Statistical & Financial Consulting by Stanford PhD

Fadeout is a derivative that pays a vanilla option at expiration but amortizes according to the following rule. If on any of the N observation dates the price of the underlying asset goes through a pre-specified knockout barrier, 1/N of the original notional is written off ("knocked out"). In particular, the fadeout is extinguished completely if the barrier breach happens on each observation date. Fadeouts have direct link to baseball options through the following equivalence of cashflows:

= baseball option which knocks out after 1 barrier breach and has notional X/N +

+ baseball option which knocks out after 2 barrier breaches and has notional X/N +

...

+ baseball option which knocks out after N barrier breaches and has notional X/N.

In the relationship above, all the derivatives are assumed to have the same contractual structure: same underlying vanilla option, same observation dates, same knockout barrier. Also, the baseball options are assumed to pay zero rebate in the event of knockout. It follows from the "no arbitrage" argument that the fadeout price equals the sum of the baseball option prices.

Compared to knockouts, fadeouts are a "softer" way of expressing the view that the knockout barrier will never be breached. As such, they are more expensive than knockouts but cheaper than vanilla options, other things being equal.

As is the case with many barrier options, fadeout has a twin, called fadein. Fadein does exactly the opposite: it does not promise to pay a vanilla option unless the knockout barrier has been touched. Whenever that happens the notional increases by a fixed increment until the maximum notional has been reached. Researchers never talk about fadein pricing in its own right because of the following cashflow equivalence:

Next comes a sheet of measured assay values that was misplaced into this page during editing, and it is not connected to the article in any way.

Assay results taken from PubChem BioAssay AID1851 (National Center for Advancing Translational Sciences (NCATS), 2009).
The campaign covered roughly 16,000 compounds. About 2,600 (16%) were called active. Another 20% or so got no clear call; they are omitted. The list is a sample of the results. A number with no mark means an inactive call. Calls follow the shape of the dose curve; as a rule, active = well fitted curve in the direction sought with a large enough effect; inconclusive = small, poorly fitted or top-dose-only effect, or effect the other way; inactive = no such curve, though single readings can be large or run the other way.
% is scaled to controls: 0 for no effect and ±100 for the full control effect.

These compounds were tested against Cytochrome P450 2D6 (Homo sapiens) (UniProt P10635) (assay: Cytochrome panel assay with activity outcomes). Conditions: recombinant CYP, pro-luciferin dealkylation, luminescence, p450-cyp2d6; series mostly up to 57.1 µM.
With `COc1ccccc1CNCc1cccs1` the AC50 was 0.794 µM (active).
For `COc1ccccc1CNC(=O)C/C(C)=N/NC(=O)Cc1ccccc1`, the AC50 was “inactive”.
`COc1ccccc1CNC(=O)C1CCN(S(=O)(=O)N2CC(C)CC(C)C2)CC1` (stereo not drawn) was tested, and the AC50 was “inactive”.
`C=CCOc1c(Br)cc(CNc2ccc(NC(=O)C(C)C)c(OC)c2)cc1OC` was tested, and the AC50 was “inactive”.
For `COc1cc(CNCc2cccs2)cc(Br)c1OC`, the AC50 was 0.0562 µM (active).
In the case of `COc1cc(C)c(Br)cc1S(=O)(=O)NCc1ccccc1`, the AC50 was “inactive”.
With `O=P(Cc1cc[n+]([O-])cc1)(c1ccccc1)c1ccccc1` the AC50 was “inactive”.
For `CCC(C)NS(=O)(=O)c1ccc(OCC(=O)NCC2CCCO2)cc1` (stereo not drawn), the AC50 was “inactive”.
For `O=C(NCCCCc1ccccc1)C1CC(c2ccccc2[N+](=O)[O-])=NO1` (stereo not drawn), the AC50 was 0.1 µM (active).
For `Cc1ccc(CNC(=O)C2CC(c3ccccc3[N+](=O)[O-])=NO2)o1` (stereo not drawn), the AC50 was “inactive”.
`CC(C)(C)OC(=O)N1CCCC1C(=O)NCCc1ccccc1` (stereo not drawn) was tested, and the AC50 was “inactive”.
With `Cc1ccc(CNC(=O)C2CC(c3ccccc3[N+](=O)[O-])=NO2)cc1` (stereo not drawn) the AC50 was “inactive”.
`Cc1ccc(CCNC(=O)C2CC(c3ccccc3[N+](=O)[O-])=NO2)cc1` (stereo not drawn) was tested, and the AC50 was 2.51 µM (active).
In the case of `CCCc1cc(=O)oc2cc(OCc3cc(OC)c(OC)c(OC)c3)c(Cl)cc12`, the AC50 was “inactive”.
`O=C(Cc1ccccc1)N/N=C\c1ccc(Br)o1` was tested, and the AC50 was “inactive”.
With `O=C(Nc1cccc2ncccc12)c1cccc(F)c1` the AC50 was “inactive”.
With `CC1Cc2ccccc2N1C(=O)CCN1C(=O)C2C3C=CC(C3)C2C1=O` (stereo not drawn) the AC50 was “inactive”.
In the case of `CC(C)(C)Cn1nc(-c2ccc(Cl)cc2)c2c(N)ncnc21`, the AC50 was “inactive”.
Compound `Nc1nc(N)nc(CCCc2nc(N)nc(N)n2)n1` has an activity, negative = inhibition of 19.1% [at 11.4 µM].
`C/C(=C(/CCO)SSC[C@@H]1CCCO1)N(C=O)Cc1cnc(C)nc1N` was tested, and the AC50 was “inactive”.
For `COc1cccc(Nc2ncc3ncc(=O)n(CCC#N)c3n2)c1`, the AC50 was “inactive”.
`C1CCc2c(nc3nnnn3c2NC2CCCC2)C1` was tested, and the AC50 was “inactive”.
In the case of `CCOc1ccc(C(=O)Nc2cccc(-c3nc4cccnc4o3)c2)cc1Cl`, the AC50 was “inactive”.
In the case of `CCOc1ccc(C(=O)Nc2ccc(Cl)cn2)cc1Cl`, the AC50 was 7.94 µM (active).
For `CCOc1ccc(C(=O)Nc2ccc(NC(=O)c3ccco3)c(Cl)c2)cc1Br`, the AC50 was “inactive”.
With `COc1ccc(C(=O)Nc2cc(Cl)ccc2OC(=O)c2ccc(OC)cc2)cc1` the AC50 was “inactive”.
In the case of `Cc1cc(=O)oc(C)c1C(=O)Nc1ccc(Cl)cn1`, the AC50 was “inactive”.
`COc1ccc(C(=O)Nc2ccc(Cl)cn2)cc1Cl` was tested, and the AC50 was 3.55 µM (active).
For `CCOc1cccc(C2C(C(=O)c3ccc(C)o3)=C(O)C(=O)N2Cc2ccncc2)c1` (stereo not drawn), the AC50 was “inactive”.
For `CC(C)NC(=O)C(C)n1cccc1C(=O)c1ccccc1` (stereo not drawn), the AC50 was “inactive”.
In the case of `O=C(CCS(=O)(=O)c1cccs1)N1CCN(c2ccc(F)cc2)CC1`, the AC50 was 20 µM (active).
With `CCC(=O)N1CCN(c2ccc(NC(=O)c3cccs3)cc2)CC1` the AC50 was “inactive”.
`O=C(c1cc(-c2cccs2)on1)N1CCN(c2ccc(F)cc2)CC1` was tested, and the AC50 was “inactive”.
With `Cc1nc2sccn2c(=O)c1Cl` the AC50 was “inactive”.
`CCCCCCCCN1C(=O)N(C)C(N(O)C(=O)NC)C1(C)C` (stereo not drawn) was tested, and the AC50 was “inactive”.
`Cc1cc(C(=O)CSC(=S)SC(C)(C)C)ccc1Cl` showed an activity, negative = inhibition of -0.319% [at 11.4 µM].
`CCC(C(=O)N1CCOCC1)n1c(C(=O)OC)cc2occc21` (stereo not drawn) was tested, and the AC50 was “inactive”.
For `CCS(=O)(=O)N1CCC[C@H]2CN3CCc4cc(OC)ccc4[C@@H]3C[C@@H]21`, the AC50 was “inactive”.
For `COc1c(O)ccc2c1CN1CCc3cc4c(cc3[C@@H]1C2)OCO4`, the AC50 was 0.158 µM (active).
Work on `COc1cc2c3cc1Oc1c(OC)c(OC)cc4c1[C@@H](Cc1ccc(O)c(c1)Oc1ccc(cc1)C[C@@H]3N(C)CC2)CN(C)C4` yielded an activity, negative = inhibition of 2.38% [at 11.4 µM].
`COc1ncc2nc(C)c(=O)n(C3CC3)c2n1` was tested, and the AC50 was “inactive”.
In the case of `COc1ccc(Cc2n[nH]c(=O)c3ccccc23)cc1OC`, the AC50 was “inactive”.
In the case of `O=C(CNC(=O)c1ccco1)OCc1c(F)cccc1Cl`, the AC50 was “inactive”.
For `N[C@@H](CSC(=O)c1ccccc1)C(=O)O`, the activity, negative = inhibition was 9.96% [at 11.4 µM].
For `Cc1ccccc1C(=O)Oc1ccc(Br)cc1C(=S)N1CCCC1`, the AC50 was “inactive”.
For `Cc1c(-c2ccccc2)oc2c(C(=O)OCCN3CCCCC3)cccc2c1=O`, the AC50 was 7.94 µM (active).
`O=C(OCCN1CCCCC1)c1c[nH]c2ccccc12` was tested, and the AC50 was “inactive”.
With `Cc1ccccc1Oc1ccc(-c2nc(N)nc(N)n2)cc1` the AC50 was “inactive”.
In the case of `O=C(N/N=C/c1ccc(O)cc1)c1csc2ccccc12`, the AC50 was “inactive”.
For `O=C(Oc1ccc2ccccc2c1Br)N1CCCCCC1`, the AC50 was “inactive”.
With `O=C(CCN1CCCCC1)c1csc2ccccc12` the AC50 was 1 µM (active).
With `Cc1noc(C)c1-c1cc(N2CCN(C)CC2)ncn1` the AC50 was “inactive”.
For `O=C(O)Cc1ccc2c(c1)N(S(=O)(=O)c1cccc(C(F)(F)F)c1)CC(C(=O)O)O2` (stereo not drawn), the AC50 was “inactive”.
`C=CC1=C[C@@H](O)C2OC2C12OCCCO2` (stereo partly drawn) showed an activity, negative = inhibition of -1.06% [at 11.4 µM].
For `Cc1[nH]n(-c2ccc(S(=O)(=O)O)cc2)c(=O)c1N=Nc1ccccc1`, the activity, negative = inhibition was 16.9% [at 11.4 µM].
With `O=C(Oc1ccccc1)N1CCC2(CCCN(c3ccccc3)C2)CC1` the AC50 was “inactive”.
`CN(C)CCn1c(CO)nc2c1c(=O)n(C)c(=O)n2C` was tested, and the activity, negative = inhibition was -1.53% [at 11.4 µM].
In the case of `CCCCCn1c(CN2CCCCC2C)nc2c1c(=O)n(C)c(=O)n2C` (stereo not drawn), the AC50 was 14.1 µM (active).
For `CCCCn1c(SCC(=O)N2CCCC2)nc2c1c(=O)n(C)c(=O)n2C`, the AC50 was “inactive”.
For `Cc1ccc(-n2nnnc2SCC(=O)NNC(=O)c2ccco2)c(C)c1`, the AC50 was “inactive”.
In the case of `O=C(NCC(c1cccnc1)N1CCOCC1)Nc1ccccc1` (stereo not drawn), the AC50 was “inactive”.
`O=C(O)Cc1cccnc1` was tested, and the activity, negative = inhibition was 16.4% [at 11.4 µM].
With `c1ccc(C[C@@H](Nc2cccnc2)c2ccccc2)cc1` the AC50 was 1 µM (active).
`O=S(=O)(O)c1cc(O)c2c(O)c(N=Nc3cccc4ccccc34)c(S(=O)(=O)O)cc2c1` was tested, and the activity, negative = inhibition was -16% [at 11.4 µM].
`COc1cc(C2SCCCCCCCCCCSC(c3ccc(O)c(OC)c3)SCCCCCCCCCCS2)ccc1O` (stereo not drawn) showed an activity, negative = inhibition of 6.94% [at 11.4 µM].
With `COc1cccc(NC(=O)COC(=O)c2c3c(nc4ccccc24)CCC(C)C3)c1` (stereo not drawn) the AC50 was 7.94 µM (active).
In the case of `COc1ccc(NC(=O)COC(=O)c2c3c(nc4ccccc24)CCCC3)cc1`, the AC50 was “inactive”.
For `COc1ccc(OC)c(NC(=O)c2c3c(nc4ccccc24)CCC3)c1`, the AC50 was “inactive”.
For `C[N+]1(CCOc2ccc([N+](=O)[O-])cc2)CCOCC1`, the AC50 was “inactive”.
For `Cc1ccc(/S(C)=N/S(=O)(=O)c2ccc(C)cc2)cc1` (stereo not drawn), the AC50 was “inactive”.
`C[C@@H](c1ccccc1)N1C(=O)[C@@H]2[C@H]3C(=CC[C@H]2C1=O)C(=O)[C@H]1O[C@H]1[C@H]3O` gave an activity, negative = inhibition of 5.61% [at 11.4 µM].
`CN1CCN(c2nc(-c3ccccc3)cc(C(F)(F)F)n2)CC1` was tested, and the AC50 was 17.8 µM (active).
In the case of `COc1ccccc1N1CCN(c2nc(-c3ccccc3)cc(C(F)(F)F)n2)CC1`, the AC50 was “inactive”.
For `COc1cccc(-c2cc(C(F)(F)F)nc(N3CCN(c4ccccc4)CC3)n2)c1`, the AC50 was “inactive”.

In the relationship above the fadeout and fadein are assumed to have have the same maximum notional, observation dates, knockout barrier and underlying vanilla option. So fadeins are priced out of fadeouts and relatively liquid vanilla market.

Bouzoubaa, M. (2010). Exotic Options and Hybrids: A Guide to Structuring, Pricing and Trading. Wiley.

de Weert, F. (2008). Exotic Options Trading. Wiley.

Lipton, A. (2001). Mathematical Methods for Foreign Exchange: A Financial Engineer's Approach. World Scientific.

Nelken, I., ed (1996). The Handbook of Exotic Options: Instruments, Analysis and Applications. McGraw-Hill.

Clark, I. J. (2011). Foreign Exchange Option Pricing: A Practitioner's Guide. Wiley.

Heston, S. L. (1993). A Closed-Form Solution for Options with Stochastic Volatility with Application to Bond and Currency Options. The Review of Financial Studies 6, 327-343.

Carr, P., & Liuren W. (2007). Stochastic Skew in Currency Options. Journal of Financial Economics 86, 213-247.

Broadie, M., Glasserman, P. & Kou, S. G. (1999). Connecting discrete and continuous path-dependent options. Finance and Stochastics 3, 55-82.

Glasserman, P. (2003). Monte Carlo Methods in Financial Engineering. Springer-Verlag New York.

Gatheral, J. (2006). The Volatility Surface. John Wiley & Sons, New Jersey.

Taleb, N. (1997). Dynamic Hedging: Managing Vanilla and Exotic Options. Wiley Finance, New York.